Writer/Director Fred Wolf (Joe Dirt 2, Joe Dirt, Grown Ups…,) & Five-time Emmy Nominated Writer/Producer Peter Mehlman (Seinfeld…) join us on The Matthew Aaron Show this Wednesday (8/5) as we broadcast live from Chicago starting at 5pm PT / 7pm CT.
Fred will be with us to talk about his long comedy career which began as a writer/performer at SATURDAY NIGHT LIVE and continued in film with DIRTY WORK, JOE DIRT & GROWN UPS all of which he wrote. We'll also discuss Fred's latest project JOE DIRT 2: BEAUTIFUL LOSER which he wrote and directed that is currently streaming on Crackle.
Peter joins us to discuss epic run as Executive Producer/Writer on SEINFELD for 8 seasons where he was responsible for coining the phrases "yada, yada, yada," "spongeworthy," "shrinkage" & "double-dipping." We also discuss his debut novel IT WON'T ALWAYS BE THIS GREAT.
FRED WOLF began work as a stand-up comedian in the early days of the "comic boom" in Los Angeles, and after more than 100 TV appearances and a two year stint co-hosting the popular Comedy Central show "Comics Only" with Paul Provenza, Fred began submitting jokes to Johnny Carson, Joan Rivers, and many others, propelling him from performing into writing. After a series of TV writing assignments, Fred's big break came when he was asked to be a staff writer for SNL in the 90s. His success there spring boarded into a series of plum movie writing jobs, including his work on the movies Tommy Boy and Black Sheep, starring fellow SNL alums Chris Farley and David Spade. After SNL re-structured their staff in the late 90's, Fred was asked to come back as head-writer and to perform as a Feature Player. Since then, Fred has been the key writer or secondary writer on 4 #1-at-the-box-office movies, and has written and/or directed many more, including The House Bunny, starring Anna Faris and Emma Stone, and Grown Ups, which he co-wrote with Adam Sandler, winning a People's Choice award for Best Comedy. Fred splits his time between Carmel and Santa Fe.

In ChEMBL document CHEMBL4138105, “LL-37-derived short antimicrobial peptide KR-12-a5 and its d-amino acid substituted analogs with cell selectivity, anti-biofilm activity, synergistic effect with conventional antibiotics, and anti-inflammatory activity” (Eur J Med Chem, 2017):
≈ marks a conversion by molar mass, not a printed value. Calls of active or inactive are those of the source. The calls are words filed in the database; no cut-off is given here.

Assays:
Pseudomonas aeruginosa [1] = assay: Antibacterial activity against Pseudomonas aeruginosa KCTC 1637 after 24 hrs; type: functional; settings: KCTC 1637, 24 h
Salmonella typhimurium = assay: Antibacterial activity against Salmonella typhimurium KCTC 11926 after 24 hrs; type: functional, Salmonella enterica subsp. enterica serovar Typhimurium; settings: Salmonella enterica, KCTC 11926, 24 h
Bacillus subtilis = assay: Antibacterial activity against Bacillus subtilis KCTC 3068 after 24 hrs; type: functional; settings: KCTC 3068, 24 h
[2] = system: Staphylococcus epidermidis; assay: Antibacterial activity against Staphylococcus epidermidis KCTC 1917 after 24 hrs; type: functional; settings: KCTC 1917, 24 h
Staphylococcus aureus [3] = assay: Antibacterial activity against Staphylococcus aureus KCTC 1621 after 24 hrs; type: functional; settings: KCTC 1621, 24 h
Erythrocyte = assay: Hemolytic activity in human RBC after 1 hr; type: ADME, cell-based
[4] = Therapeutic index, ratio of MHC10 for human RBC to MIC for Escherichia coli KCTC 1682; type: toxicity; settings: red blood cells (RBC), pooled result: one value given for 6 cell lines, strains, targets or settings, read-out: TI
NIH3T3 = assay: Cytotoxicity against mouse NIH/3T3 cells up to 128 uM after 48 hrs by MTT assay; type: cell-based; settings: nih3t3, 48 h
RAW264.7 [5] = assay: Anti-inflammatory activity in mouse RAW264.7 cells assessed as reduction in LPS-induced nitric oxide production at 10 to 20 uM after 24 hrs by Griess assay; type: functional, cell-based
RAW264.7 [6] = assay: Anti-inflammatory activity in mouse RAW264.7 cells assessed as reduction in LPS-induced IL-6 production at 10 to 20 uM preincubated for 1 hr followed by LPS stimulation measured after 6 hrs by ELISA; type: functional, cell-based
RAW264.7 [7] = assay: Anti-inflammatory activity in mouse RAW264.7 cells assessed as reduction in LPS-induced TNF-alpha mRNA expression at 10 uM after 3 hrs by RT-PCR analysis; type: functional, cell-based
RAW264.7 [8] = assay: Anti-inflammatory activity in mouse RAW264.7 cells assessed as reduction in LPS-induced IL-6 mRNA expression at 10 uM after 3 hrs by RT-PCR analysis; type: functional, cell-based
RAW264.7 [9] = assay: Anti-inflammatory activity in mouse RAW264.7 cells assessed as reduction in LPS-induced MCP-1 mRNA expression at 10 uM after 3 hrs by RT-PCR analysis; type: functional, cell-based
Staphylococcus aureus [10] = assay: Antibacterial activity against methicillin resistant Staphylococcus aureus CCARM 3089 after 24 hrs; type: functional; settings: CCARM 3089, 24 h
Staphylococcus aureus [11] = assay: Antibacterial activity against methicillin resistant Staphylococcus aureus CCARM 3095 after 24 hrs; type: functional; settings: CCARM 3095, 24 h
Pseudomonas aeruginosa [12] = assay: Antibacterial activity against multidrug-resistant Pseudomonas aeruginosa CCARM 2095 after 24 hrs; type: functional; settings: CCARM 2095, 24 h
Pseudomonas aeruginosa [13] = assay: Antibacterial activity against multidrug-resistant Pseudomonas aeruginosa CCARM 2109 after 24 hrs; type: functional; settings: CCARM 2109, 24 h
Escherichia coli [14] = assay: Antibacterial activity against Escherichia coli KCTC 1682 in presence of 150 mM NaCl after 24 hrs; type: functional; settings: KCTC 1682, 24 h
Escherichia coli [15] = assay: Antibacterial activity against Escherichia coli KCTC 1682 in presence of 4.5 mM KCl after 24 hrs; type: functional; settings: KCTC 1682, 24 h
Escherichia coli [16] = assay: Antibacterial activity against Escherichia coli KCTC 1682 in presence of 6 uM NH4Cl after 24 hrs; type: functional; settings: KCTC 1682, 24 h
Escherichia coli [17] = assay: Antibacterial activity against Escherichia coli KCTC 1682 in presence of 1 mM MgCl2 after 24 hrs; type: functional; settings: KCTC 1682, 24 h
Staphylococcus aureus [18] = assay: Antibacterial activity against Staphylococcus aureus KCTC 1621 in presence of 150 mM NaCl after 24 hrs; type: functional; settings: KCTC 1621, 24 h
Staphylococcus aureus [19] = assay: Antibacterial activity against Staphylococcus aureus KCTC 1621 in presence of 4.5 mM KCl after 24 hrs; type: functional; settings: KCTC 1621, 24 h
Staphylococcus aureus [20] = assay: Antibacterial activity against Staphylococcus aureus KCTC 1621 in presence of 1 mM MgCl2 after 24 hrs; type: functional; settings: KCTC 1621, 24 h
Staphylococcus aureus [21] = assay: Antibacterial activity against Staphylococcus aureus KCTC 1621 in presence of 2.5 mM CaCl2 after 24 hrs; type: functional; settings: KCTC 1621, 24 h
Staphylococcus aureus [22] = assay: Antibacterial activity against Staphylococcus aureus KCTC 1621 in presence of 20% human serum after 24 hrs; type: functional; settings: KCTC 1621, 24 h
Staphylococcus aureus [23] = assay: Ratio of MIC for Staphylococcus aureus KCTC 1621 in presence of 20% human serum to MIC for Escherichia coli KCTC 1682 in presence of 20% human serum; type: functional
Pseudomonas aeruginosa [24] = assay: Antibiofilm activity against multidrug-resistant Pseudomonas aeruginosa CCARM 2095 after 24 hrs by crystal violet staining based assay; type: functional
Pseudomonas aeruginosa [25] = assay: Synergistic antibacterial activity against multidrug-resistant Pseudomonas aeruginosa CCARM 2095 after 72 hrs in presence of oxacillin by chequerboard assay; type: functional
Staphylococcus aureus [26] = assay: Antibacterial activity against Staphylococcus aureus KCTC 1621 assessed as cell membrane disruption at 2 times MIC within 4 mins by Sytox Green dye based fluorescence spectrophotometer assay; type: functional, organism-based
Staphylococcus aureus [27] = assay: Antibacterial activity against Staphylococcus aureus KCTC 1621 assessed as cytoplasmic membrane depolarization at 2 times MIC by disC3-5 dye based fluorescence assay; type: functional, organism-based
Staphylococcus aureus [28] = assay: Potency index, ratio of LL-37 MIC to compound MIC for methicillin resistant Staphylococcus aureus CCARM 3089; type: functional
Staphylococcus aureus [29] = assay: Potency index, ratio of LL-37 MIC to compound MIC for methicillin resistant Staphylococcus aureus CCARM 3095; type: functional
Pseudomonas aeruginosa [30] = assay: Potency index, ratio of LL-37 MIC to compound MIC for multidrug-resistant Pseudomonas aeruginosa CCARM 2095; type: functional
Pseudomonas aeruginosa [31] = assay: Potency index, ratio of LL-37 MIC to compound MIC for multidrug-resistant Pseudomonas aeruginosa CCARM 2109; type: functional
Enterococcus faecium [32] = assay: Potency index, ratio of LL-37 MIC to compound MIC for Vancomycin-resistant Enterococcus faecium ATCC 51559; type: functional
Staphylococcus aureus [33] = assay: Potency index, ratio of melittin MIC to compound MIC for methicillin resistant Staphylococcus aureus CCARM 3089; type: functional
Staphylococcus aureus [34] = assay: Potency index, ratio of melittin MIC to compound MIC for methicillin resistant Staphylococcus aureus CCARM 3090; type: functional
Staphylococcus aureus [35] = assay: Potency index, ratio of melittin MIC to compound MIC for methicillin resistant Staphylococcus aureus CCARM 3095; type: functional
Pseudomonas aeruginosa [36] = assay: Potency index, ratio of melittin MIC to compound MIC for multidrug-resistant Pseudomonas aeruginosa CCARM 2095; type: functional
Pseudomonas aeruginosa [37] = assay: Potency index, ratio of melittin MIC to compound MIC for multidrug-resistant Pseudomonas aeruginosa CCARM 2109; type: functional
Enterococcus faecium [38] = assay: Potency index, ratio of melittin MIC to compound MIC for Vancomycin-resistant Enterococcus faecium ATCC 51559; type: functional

PETER MEHLMAN started his career writing “SportsBeat with Howard Cosell.” from there, he began forming full sentences as a writer for numerous national publications including The New York Times Magazine, GQ, Esquire, and a multitude of women's magazines due to his advanced understanding of that gender.
In 1989, he moved to Los Angeles, where he bumped into Larry David, whom he’d met twice in New York. David, developing “a little show with Jerry Seinfeld,” invited Mehlman to submit a sample script. Having never written one, Mehlman sent a humor piece he’d written for the Times Magazine and got an assignment, which became the first Seinfeld freelance episode, “The Apartment.” Over the eight-year run of the show, Mehlman rose to executive producer and coined such Seinfeld-isms as “Yada Yada” “spongeworthy,” “shrinkage,” and “double-dipping.”
In 1997, Mehlman joined DreamWorks and created “It’s like, you know…” a scathing look at Los Angeles. In recent years, he has written several humor pieces for NPR, Esquire, The New York Times, The Washington Post, and The Los Angeles Times, several of which were published in his collection, Mandela Was Late. In addition, he has also appeared on-camera for TNT Sports and the Webby-nominated “Peter Mehlman’s Narrow World of Sports,” while also starring in his short film Blank, for which he won best writing at the Los Angeles Comedy Fest.